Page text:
Notes on MITx: 6.005.1x Software Construction in Java (Week 2)

This week the course is covering another two very important topics: Testing and Specifications.

LECTURE 3: Testing

Testing is a very important part of creating functionally correct programs.

Testing will be always incomplete

You will try to test your program using three methods:

  1. Formal Reasoning, essentially you manually verify that your program works correctly
  2. Code Review: Another Programmer takes a look and says everything is ok.
  3. Test Suites: Essentially you write another program (which can have its own bugs) to test your program. You define the inputs and the expected output and compare them.

The course mentions again the residual defect rates of 1-10 defects/kloc(1000 lines of code). Again this does not cite where this number actually comes from. Especially when using Industry Standards and Test Suites this high number would drastically drop to an much lower number. However in the end it only would remain to be an assumption since the actual number cannot be determined.

You testing your program for every possible input (Exhaustive testing) is not feasible. The strategy to simply take a look and see if it works (Haphazard testing) will also not reveal all bugs. The same is true for “Random” testing. All of these test methods cannot be used to test software.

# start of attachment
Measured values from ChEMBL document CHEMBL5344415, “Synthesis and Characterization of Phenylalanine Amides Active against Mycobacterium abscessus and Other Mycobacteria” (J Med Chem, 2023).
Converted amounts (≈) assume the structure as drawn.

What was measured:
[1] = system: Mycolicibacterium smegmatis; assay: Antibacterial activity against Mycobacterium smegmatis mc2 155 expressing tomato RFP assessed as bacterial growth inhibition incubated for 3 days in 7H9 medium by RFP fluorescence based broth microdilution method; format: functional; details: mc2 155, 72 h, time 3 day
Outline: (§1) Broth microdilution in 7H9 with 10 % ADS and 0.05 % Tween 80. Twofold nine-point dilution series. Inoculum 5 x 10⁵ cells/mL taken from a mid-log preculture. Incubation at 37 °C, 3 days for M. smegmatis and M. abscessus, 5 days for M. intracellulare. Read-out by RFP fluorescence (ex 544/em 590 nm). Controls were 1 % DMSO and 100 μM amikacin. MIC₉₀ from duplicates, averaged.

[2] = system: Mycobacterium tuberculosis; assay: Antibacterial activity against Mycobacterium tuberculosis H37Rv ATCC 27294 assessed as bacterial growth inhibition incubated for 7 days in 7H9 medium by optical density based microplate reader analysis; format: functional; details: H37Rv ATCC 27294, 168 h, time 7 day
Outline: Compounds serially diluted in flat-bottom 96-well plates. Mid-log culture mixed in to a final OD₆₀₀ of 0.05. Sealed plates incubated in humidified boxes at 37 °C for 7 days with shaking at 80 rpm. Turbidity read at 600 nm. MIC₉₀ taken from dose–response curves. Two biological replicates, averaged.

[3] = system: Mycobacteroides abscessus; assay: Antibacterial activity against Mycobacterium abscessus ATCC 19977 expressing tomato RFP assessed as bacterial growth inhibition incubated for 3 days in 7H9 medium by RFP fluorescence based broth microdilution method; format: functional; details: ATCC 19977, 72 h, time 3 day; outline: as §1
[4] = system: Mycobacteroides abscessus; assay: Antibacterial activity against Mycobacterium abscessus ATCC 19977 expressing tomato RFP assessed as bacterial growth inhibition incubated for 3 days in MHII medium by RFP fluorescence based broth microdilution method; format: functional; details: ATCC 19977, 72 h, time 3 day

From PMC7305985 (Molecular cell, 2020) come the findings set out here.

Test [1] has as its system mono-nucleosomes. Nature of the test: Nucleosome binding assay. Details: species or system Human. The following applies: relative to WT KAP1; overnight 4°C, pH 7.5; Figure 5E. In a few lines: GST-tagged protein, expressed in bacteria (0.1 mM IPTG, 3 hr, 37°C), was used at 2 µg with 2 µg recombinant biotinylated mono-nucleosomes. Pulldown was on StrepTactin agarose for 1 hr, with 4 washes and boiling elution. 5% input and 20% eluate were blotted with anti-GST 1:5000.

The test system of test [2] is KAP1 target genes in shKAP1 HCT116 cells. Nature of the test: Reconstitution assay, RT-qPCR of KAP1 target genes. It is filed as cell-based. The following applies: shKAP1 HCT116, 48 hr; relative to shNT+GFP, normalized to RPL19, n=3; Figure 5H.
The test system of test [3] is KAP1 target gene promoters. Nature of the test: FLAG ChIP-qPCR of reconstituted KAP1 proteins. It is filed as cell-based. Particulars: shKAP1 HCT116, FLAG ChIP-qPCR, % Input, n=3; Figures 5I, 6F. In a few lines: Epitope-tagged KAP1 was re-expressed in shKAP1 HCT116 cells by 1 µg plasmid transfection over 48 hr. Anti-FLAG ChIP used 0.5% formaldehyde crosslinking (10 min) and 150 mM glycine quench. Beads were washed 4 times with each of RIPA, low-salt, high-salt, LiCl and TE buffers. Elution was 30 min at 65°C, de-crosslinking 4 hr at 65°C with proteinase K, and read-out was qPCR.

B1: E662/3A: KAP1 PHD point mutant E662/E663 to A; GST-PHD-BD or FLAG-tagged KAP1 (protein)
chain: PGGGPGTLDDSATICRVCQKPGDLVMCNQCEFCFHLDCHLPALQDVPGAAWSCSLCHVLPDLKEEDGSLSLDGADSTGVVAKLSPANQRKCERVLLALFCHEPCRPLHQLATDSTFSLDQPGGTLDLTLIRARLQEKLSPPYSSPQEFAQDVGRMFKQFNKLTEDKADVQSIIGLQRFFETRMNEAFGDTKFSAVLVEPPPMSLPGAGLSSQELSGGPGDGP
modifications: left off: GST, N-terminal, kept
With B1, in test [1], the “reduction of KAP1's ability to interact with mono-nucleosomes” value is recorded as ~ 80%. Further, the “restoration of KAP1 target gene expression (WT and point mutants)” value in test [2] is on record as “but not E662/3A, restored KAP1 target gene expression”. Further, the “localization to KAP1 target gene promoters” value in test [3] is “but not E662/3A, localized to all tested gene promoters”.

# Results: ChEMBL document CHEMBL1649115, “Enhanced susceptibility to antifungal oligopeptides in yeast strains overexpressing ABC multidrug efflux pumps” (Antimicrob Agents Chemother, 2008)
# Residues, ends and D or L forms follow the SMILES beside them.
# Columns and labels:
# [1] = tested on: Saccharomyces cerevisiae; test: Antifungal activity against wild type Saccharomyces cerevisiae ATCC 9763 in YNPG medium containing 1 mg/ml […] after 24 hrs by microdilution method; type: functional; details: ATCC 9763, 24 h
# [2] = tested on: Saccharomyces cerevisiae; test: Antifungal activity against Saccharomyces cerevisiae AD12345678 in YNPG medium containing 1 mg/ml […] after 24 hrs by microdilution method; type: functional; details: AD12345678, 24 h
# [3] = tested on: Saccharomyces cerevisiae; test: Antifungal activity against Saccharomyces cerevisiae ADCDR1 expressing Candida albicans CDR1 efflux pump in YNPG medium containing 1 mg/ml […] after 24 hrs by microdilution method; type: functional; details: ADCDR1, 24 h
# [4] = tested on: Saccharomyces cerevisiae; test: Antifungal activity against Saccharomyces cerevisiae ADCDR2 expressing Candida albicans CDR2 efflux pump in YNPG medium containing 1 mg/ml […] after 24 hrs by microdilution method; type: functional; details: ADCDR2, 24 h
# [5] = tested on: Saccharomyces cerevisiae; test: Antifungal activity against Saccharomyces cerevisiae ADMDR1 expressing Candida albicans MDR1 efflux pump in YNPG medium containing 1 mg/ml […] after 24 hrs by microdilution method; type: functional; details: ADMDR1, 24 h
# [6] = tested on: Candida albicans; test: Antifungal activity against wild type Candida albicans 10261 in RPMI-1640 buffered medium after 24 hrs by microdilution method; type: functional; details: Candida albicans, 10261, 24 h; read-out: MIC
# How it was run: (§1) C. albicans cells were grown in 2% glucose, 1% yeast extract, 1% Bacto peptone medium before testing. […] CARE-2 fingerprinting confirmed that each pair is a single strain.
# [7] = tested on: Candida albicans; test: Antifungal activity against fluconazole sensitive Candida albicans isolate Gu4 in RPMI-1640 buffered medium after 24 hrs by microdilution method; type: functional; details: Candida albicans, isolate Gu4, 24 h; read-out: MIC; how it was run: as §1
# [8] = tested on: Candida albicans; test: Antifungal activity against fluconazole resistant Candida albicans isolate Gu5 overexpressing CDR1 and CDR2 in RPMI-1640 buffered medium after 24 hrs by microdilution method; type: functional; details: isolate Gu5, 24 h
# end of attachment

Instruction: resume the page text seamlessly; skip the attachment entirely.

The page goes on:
Write Tests

When you are writing tests you should think about how you can make your program fail. Test drive development takes the following approach.

  1. Specify what you want to program
  2. Write tests that would test the specification
  3. Write code so that your code passes the tests

The specification is key to define what inputs are possible and which outputs will be produced. (This also includes throwing errors)

Blackbox testing only focuses on the input and output of the function. These tests do not take into account how the algorithm actually works.

The alternative is Whitebox testing takes into account how the program is implemented.

Test Coverage

Now that you have written tests for all of your code, did you also test all of your code? Coverage takes a look at if all Statements and all possible paths through your code are covered.

There are various Code coverage tools available that you can run and then visually see which part of the code is covered by your tests.

In reality you should try to achieve a coverage of 70-90% of your code achieving 100% is usually not possible due to time constraints. Of course this is not the case if you are using Test Driven Development.